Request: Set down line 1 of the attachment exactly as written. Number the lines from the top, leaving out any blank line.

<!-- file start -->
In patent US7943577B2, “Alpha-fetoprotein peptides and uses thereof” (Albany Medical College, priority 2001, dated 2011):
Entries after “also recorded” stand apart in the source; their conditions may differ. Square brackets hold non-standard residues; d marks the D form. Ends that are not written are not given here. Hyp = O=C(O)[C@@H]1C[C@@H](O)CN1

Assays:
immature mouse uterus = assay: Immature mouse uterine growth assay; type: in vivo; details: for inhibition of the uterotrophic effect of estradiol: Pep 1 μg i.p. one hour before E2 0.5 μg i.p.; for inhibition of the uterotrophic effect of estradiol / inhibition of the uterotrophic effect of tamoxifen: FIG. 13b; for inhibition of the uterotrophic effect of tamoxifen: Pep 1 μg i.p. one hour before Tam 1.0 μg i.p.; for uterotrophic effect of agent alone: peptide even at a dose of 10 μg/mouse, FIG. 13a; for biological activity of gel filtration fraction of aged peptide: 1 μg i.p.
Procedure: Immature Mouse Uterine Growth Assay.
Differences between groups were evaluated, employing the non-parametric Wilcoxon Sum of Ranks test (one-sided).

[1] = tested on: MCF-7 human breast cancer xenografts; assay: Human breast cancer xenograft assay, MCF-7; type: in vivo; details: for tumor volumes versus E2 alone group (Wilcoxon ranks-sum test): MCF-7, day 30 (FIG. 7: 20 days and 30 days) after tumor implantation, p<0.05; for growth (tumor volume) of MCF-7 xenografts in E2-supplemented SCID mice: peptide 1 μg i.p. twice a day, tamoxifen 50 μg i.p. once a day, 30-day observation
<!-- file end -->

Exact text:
In patent US7943577B2, “Alpha-fetoprotein peptides and uses thereof” (Albany Medical College, priority 2001, dated 2011):